Who Says Small Caps Are Overvalued?

“Substantially stretched” was the term Federal Reserve Chair Janet Yellen used a few weeks back to describe the valuations of smaller-company stocks in the United States, particularly those of smaller biotech and social media firms. The performance of small caps —and their outperformance versus large caps—has been evident not only in the United States, but also in other developed markets.  For example, in local-currency terms, European small caps were up 36% in 2013, Japanese small caps were up 54%, and U.S. small caps were up 38% (per MSCI indices). Given this strong run, it’s natural to find investors questioning small-cap valuations and what they may mean for future investment opportunities in the asset class.

Important to the valuation discussion is recognizing that over time there is a persistent norm for small caps to trade at a premium to large caps on a price-to-earnings basis. Why? Investors are generally willing to pay for the higher expected earnings growth that smaller companies offer. However, expansion of the relative P/E premium in recent years may have as much of a cyclical element to it as it does fundamental since much of the outperformance by small caps is a recovery from the financial crisis (which not surprisingly hit small caps harder than large caps). That said, we view many markets as still being in the early stages of recovery; thus, we’d contend that small caps still offer upside opportunity.

Investors may also be applying a higher premium on small caps with the belief that large caps are nearing peak margins and small caps have more room for expansion with continued economic recovery (for some additional detail on these valuation points, here’s a link to a chart book; here you can check out the net-margin chart).  Furthermore, because of the higher proportion of cyclical companies and industries in the small-cap universe, more cyclical earnings patterns tend to exist. And, because there are  more “young” small-cap companies, which have yet to reach profitability, particularly in sectors like technology and biotech,  P/E ratios tend to appear inflated for small caps (see effect of removing negative earners from the data in the supplemental chart book).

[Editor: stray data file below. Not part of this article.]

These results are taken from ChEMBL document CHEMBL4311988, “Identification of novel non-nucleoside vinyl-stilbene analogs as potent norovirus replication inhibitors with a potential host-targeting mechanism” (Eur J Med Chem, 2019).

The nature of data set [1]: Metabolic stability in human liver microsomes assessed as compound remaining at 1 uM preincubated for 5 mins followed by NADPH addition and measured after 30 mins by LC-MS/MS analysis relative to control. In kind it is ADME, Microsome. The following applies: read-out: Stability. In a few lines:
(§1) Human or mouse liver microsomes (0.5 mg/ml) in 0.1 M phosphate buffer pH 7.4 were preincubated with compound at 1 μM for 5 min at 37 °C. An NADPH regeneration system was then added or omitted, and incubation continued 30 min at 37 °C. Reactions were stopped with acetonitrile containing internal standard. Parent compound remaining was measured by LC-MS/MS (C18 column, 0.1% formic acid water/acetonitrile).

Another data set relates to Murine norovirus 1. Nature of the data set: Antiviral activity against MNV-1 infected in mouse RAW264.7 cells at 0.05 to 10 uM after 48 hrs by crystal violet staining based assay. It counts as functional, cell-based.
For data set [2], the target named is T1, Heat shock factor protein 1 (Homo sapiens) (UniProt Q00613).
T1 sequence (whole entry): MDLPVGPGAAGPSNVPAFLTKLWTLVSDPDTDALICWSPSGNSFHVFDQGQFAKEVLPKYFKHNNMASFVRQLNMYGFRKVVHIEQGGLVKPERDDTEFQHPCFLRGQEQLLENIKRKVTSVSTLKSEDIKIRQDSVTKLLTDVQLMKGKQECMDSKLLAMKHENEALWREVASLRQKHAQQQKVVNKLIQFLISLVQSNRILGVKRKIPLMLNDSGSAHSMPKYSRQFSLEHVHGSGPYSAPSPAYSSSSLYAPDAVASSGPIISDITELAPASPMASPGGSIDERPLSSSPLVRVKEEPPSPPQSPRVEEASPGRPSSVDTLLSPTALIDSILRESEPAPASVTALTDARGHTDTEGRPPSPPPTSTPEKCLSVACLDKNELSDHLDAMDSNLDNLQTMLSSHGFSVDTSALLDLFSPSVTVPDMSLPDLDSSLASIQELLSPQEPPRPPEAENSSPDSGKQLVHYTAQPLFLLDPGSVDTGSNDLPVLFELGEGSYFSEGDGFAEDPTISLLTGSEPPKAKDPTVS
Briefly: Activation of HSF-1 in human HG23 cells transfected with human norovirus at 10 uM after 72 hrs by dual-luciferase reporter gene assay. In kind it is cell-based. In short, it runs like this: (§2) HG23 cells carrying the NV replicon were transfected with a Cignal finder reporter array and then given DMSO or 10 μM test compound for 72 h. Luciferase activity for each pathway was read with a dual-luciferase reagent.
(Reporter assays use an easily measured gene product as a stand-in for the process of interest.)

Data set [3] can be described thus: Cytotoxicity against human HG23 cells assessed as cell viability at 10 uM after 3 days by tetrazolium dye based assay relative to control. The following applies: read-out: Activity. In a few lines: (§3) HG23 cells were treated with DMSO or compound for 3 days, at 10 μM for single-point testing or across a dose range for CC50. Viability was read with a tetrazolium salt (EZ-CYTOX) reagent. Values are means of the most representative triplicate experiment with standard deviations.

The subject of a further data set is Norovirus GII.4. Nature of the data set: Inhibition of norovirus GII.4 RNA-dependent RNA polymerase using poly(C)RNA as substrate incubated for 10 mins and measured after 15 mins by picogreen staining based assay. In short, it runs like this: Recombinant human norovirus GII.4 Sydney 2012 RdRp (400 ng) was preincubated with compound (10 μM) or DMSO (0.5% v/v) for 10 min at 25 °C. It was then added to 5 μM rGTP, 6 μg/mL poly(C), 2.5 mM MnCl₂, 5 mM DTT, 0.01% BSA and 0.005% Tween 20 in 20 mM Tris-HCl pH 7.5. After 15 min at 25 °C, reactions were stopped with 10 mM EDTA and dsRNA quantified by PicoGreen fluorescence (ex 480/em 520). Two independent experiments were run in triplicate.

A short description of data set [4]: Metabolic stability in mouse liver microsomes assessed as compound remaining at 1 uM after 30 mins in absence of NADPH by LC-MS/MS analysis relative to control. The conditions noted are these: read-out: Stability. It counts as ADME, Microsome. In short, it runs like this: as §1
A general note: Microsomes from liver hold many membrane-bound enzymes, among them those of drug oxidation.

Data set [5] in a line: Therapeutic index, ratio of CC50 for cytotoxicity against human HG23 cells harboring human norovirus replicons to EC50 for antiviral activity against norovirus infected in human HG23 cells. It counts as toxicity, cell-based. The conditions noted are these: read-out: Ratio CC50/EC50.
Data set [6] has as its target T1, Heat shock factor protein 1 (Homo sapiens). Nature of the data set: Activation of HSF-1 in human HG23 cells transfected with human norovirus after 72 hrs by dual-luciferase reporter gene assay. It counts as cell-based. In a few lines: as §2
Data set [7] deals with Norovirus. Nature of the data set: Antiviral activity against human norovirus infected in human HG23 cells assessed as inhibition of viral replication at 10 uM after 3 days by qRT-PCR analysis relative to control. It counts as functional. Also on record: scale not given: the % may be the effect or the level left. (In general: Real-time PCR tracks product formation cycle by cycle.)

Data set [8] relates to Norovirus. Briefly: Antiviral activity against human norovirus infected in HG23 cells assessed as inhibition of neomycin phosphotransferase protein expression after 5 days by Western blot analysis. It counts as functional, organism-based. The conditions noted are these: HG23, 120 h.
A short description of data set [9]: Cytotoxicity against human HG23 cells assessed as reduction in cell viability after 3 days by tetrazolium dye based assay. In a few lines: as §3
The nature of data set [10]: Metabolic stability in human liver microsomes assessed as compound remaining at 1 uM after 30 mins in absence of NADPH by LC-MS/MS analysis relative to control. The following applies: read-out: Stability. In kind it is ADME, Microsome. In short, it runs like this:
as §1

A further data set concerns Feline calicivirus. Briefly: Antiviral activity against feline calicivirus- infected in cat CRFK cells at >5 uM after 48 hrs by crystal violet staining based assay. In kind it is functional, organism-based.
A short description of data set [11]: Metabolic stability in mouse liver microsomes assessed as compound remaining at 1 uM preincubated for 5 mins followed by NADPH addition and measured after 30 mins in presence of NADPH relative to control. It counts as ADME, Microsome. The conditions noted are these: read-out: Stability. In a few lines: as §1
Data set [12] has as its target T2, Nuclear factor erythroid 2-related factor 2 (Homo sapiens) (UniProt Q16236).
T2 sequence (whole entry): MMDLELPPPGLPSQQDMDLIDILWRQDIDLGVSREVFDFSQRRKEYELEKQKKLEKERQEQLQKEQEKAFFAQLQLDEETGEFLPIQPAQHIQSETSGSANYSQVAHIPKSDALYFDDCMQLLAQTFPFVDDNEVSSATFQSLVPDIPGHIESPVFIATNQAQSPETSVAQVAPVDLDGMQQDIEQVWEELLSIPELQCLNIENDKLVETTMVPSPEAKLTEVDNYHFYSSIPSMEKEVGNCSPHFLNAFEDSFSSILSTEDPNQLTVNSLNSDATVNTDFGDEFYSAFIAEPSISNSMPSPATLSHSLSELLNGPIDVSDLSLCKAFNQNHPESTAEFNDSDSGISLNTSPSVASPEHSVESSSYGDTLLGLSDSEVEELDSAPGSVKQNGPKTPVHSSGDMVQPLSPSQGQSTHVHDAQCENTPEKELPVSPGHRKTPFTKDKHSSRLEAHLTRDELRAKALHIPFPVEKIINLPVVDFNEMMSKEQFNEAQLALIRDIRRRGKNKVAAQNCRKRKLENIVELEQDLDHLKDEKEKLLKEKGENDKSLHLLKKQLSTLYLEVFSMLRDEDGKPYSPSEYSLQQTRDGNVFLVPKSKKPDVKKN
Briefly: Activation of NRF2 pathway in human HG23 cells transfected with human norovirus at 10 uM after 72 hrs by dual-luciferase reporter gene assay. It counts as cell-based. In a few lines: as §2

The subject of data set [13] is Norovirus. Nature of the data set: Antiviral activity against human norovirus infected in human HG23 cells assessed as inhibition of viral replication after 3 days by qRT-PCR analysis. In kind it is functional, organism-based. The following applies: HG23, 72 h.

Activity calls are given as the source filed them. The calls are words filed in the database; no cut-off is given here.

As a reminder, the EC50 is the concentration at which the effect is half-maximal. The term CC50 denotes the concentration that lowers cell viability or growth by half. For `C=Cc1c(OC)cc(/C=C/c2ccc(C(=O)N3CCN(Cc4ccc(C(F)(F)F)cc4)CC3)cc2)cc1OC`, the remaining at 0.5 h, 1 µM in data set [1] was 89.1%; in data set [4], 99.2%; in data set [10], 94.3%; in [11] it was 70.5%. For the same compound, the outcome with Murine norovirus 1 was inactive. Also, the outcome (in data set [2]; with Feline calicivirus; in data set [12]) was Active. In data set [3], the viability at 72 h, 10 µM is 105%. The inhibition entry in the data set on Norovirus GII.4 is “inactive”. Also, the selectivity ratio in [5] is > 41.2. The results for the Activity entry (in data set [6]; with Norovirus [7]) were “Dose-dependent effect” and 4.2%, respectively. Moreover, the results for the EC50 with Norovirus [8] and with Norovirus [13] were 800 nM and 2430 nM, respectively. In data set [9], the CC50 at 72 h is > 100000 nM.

Given this cyclicality of earnings, valuation multiples that are more stable over time, such as price-to-sales and price-to-book, can provide additional insight. While small caps tend to trade at a premium to large caps on a price-to-earnings basis, they tend to trade at a discount relative to large-caps when comparing price-to-book and price-to-sales. This is partly, if not primarily, attributed to their generally more cyclical profitability. Indeed, when looking at the historical ranges for both of these metric on a relative basis, these multiples are in-line with their historical averages (see chart book).

Growth, of course, is another important part of the equation. The table below shows how small- and large-cap stocks stack up against one another—showing a clear growth advantage to small caps. So, while the outperformance of small caps in recent years has unarguably narrowed the prospective valuation advantage of small caps, it certainly hasn’t eliminated it.

small cap table

Source: (FactSet, Russell, MSCI)

We continue to have strong conviction that all investors should have a strategic allocation to small-cap companies in their portfolios and despite some of the small-cap valuation opportunities diminishing over the last several years, we continue to be optimistic about the prospects for the asset class.

Our full view of small caps is very much driven by our conviction in the benefits of an active management. If viewing the small-cap opportunity set through a passive lens, it’s quite likely to yield a different perspective.  In my next post, I’ll look at exactly that issue, when I discuss the active-versus-passive debate as it relates to small-cap stocks.

To see the data that underlies and supports our position, please see our supplemental chart book for a visual perspective. Note: The data included is for the Russell 1000 and Russell 2000 benchmarks and thus more specific to the U.S. small-cap markets; however, the story is essentially the same for ex-U.S. small caps.

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The information in this article has been derived from sources believed to be accurate as of July 2014. Information derived from sources other than Principal Global Investors or its affiliates is believed to be reliable; however, we do not independently verify or guarantee its accuracy or validity.

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